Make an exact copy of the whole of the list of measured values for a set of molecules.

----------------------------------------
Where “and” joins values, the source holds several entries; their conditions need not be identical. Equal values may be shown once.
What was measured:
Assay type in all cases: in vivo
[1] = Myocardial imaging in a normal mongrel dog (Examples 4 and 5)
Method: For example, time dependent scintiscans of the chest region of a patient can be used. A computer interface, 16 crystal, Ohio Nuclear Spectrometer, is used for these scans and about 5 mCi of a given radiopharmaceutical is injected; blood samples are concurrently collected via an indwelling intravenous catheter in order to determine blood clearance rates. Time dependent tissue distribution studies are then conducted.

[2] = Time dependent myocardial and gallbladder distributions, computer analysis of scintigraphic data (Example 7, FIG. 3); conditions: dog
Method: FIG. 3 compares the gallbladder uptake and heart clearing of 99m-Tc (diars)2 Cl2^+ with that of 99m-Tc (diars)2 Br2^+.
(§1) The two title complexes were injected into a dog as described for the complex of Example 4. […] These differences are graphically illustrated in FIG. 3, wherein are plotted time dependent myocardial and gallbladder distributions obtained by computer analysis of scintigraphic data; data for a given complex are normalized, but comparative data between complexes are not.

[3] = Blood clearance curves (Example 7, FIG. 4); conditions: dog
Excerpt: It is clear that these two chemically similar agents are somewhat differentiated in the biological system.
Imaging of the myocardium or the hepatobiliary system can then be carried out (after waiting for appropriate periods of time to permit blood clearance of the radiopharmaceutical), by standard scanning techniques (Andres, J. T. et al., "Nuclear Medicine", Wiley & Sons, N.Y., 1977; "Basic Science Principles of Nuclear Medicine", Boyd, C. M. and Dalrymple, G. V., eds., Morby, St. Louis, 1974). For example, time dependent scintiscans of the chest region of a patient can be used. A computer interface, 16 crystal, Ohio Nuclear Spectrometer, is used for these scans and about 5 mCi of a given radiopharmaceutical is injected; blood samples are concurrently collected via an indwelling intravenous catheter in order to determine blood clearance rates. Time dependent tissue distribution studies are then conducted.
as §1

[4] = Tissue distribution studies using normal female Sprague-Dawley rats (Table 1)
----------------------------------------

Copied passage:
Where “and” joins values, the source holds several entries; their conditions need not be identical. Equal values may be shown once.
What was measured:
Assay type in all cases: in vivo
[1] = Myocardial imaging in a normal mongrel dog (Examples 4 and 5)
Method: For example, time dependent scintiscans of the chest region of a patient can be used. A computer interface, 16 crystal, Ohio Nuclear Spectrometer, is used for these scans and about 5 mCi of a given radiopharmaceutical is injected; blood samples are concurrently collected via an indwelling intravenous catheter in order to determine blood clearance rates. Time dependent tissue distribution studies are then conducted.

[2] = Time dependent myocardial and gallbladder distributions, computer analysis of scintigraphic data (Example 7, FIG. 3); conditions: dog
Method: FIG. 3 compares the gallbladder uptake and heart clearing of 99m-Tc (diars)2 Cl2^+ with that of 99m-Tc (diars)2 Br2^+.
(§1) The two title complexes were injected into a dog as described for the complex of Example 4. […] These differences are graphically illustrated in FIG. 3, wherein are plotted time dependent myocardial and gallbladder distributions obtained by computer analysis of scintigraphic data; data for a given complex are normalized, but comparative data between complexes are not.

[3] = Blood clearance curves (Example 7, FIG. 4); conditions: dog
Excerpt: It is clear that these two chemically similar agents are somewhat differentiated in the biological system.
Imaging of the myocardium or the hepatobiliary system can then be carried out (after waiting for appropriate periods of time to permit blood clearance of the radiopharmaceutical), by standard scanning techniques (Andres, J. T. et al., "Nuclear Medicine", Wiley & Sons, N.Y., 1977; "Basic Science Principles of Nuclear Medicine", Boyd, C. M. and Dalrymple, G. V., eds., Morby, St. Louis, 1974). For example, time dependent scintiscans of the chest region of a patient can be used. A computer interface, 16 crystal, Ohio Nuclear Spectrometer, is used for these scans and about 5 mCi of a given radiopharmaceutical is injected; blood samples are concurrently collected via an indwelling intravenous catheter in order to determine blood clearance rates. Time dependent tissue distribution studies are then conducted.
as §1

[4] = Tissue distribution studies using normal female Sprague-Dawley rats (Table 1)